But don’t hate me because I’m organized…

Keepin’ it real
Lest anyone think every corner of my kitchen is always in perfect order, here’s a dose of reality for you. There are still parts of my pantry that look like this:
 And on most days, my kitchen table looks something like the pic below. It’s only gotten worse since my kids are at college, ’cause now I only have to clear off two places for dinner instead of four!

Keeping a kitchen organized is a bit like putting an octopus to bed. You get one part tucked away neatly, and another tentacle pops out somewhere else! But you gotta keep trying. Can’t let the octopus take over!

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15 tips to make eating healthy easier

15 tips to make eating paleo & Whole30 easier

I recently read a “30 Tips” post on Rubies and Radishes that had some great suggestions to make eating Paleo easier.Most of them will apply to any real-food diet.

But… compulsive editor that I am, I edited it down to what I thought were the best 15 tips for eating Paleo/real food, and add a few helpful items and notes of my own. Here you go!

1. When you’re just starting, plan out meals and snacks several days in advance. This keeps you from caving in on busy days. Once you get the hang of cooking and eating this new way, it will be easier to throw together meals from your well-stocked kitchen. (You might want to read about how I stock my kitchen for easy meals.)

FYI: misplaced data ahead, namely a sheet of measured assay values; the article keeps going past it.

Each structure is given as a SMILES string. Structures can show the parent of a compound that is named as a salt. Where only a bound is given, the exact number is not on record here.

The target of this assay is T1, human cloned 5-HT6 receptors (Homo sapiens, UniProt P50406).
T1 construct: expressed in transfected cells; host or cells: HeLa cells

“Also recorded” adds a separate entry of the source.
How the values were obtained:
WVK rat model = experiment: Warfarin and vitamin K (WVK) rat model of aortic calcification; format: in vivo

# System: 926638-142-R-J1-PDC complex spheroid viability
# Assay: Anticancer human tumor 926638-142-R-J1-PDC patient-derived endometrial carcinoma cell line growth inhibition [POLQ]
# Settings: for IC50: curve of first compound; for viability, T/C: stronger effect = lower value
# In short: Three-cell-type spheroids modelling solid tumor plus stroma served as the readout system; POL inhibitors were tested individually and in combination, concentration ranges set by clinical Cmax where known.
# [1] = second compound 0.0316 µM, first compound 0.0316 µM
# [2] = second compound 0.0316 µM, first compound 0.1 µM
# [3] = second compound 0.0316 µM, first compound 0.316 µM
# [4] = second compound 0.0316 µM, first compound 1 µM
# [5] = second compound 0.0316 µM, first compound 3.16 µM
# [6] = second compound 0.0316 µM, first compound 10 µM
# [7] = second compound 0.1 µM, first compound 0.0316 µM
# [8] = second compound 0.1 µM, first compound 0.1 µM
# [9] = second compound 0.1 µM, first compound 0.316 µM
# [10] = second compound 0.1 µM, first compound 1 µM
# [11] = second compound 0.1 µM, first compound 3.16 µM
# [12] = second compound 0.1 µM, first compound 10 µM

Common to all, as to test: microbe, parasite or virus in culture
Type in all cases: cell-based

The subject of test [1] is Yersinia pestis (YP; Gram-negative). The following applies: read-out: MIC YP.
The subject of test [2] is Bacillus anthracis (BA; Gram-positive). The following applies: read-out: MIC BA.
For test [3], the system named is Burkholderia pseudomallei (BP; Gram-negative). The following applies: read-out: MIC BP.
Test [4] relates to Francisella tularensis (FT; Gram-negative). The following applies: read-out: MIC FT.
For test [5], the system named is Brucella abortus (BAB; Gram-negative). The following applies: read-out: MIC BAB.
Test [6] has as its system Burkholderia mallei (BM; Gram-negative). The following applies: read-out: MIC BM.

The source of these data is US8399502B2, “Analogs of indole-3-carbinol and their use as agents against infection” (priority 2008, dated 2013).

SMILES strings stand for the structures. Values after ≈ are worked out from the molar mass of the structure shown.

2. If planning all your meals seems overwhelming, try it in phases. Most people don’t need a lot of variety in breakfast, so find one or two healthy breakfasts that work for you and get those nailed down. Figure out how to prep your breakfast so it’s a no-brainer in the morning. (Here are some no-brainer breakfast options.) Then find a few lunches that work for you. (If you eat out for lunch, check out my Eating Paleo/Whole30 When Eating Out post.) Then move on to planning dinners.

3. For encouragement and inspiration, join Paleo Facebook pages. Here are a few:

Also, if you’re on Instagram, follow me at @janalovesrealfood: I often post easy lunches and dinners there, as well as Paleo-friendly restaurant dishes.

For example, here’s a tip from my Instagram pages: a breadless BLT kit using romaine leaves as a wrap makes an easy summer lunch!

Paleo made easier - breadless BLT

4. Cook meat in bulk, but don’t freeze it in a huge chub: portion it out into easy-to-thaw portions before putting it in the freezer. Hamburger, pulled pork, chicken, and your favorite kinds of sausage are all handy to have ready to deploy. You can also cook bacon in big batches and keep it in the fridge or freezer. Have you tried cooking it in the oven? So easy!

5. Dedicate time to prep ingredients every week. Or, if it works better for you, every evening after dinner, prep what you’ll need for tomorrow’s meal(s). Thaw anything that’s frozen. Chop up ingredients. Pre-mix seasonings or sauces. I’ve collected a few tips on ingredient prep, too.